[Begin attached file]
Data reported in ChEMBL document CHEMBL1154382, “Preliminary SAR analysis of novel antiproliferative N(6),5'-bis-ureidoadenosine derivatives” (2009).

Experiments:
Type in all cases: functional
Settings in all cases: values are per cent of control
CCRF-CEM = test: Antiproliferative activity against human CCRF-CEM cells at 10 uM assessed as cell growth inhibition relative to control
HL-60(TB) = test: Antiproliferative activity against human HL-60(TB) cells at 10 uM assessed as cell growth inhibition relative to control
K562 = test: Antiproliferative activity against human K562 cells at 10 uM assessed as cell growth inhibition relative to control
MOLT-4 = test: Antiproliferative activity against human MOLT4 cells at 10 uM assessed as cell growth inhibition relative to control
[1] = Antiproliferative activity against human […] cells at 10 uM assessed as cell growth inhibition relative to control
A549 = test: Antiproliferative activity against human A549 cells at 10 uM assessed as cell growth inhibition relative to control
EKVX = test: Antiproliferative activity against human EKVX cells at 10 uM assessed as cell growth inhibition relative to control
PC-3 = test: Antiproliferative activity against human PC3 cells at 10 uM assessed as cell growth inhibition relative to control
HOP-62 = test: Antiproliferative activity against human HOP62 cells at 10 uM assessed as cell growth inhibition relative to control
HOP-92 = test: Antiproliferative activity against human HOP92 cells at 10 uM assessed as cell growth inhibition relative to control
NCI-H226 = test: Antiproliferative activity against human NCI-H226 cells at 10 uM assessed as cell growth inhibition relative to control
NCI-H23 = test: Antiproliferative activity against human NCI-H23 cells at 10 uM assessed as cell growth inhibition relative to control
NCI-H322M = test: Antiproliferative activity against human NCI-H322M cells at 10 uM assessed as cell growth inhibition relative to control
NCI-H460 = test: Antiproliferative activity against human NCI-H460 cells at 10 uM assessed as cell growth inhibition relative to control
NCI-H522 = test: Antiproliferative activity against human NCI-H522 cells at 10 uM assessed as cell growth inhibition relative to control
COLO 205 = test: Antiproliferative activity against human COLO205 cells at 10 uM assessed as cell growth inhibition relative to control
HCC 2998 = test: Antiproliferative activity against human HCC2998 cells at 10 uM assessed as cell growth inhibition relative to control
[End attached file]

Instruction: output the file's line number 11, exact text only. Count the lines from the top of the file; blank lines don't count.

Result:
EKVX = test: Antiproliferative activity against human EKVX cells at 10 uM assessed as cell growth inhibition relative to control